Trump nominates mining engineer to be top federal coal mine regulator

Trump nominates mining engineer to be top federal coal mine regulator

President Trump has nominated a coal industry advocate and engineer to be the nation’s top mining regulator.

The White House on Thursday announced the nomination of J. Steven Gardner, the president of engineering firm ECSI, LLC, to be the director of the Office of Surface Mining Reclamation and Enforcement (OSM). The office is the Interior Department’s top regulator of the coal mining industry.

Gardner has been at ESCI, a Lexington, Ky.-based firm, since 1983 and was a frequent critic of environmental rules during the Obama administration, including those from the OSM.

In a February op-ed in the Lexington Herald Leader, Gardner celebrated the repeal of an OSM rule protecting streams from coal mining waste, calling the regulation “simply a way to stop coal mining, not only surface mining but underground mining.”


Congress repealed the stream protection rule after Trump took office. The OSM has since adopted the administration’s deregulatory approach for the energy industry, including ending an Obama administration initiative to research the health effects of mountaintop removal coal mining.

“My whole life, I have been involved with mining on multiple levels, and I understand the importance of these issues to the communities we serve,” Gardner said in Interior Department statement Thursday.

“I pledge to work every day on behalf of the men and women across this country who look to the OSM office as a partner in bettering life for all people on mining lands.”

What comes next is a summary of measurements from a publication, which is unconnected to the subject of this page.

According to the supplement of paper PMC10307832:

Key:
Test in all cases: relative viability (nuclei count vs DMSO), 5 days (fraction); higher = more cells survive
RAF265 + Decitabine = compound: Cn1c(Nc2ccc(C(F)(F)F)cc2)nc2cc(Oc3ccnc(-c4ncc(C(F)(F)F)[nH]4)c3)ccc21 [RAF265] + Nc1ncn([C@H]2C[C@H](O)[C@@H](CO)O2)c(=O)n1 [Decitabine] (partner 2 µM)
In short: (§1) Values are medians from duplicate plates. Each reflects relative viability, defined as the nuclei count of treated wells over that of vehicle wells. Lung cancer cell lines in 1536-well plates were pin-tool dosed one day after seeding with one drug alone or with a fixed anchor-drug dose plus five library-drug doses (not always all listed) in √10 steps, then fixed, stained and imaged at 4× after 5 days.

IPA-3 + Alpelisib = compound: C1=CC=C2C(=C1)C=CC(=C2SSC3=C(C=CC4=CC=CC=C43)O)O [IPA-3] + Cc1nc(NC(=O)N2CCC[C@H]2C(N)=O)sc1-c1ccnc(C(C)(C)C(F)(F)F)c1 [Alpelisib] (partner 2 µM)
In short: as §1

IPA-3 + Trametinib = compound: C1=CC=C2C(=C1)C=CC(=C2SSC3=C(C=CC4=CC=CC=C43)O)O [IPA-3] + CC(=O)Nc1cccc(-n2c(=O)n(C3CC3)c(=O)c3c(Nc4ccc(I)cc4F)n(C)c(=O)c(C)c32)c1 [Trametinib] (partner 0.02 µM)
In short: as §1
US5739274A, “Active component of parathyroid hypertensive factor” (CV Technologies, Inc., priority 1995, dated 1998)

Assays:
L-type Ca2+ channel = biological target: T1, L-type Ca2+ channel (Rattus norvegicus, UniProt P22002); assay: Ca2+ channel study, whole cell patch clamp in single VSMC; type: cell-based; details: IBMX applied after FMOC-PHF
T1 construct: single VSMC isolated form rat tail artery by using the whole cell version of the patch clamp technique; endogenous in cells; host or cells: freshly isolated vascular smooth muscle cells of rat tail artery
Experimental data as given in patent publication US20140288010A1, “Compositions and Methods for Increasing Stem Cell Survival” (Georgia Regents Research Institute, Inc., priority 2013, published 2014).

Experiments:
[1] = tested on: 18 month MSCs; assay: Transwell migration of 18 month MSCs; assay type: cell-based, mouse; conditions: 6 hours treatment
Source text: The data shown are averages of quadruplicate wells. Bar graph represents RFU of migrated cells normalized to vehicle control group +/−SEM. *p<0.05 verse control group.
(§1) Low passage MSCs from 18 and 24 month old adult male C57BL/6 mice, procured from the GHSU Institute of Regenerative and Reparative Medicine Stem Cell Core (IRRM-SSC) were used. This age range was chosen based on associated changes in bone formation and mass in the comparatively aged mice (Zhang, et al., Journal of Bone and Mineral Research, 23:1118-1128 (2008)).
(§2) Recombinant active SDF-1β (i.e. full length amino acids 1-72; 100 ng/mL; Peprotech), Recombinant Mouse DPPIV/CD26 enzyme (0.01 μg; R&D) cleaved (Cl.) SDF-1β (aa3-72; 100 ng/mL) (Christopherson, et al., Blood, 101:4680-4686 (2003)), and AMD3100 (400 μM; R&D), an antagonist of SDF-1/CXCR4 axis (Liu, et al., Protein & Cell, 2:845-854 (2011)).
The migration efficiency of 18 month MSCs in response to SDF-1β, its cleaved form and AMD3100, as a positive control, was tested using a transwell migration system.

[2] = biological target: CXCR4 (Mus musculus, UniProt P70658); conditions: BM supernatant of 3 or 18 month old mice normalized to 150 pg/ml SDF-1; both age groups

Interior Secretary Ryan ZinkeRyan Keith ZinkeGreitens Senate bid creates headache for GOP Missouri Senate candidate Eric Greitens tangles with Hugh Hewitt in testy interview Overnight Energy: Interior finalizes plan to open 80 percent of Alaska petroleum reserve to drilling | Justice Department lawyers acknowledge presidential transition in court filing | Trump admin pushes for permits for men who inspired Bundy standoff MORE praised the nomination, calling Gardner “an unbelievable asset to coal country and the entire team at the Department of the Interior.”

The nomination will be controversial with environmentalists, however. When Gardner’s name was floated for the position in August, the Sierra Club called him a “horrible choice. “

“Gardner has shown time and again that he will try and fight anything that gets in the way of profits for coal executives — even if it means sacrificing the health of the families and communities in Kentucky,” said Tom Morris, the chair of the Cumberland, Ky., chapter of the Sierra Club.